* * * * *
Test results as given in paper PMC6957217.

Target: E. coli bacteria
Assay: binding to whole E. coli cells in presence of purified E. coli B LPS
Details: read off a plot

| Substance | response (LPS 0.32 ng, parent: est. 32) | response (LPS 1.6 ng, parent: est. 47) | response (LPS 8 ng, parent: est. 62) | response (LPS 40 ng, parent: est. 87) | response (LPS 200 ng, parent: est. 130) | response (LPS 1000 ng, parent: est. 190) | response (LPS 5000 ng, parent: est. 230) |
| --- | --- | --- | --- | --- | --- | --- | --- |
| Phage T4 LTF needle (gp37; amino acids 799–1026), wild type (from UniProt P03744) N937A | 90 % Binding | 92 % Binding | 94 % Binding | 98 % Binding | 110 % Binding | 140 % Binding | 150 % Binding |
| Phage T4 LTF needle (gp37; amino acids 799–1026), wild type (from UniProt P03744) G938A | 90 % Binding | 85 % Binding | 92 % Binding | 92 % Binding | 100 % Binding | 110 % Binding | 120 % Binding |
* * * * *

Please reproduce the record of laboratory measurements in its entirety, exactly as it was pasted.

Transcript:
Test results as given in paper PMC6957217.

Target: E. coli bacteria
Assay: binding to whole E. coli cells in presence of purified E. coli B LPS
Details: read off a plot

| Substance | response (LPS 0.32 ng, parent: est. 32) | response (LPS 1.6 ng, parent: est. 47) | response (LPS 8 ng, parent: est. 62) | response (LPS 40 ng, parent: est. 87) | response (LPS 200 ng, parent: est. 130) | response (LPS 1000 ng, parent: est. 190) | response (LPS 5000 ng, parent: est. 230) |
| --- | --- | --- | --- | --- | --- | --- | --- |
| Phage T4 LTF needle (gp37; amino acids 799–1026), wild type (from UniProt P03744) N937A | 90 % Binding | 92 % Binding | 94 % Binding | 98 % Binding | 110 % Binding | 140 % Binding | 150 % Binding |
| Phage T4 LTF needle (gp37; amino acids 799–1026), wild type (from UniProt P03744) G938A | 90 % Binding | 85 % Binding | 92 % Binding | 92 % Binding | 100 % Binding | 110 % Binding | 120 % Binding |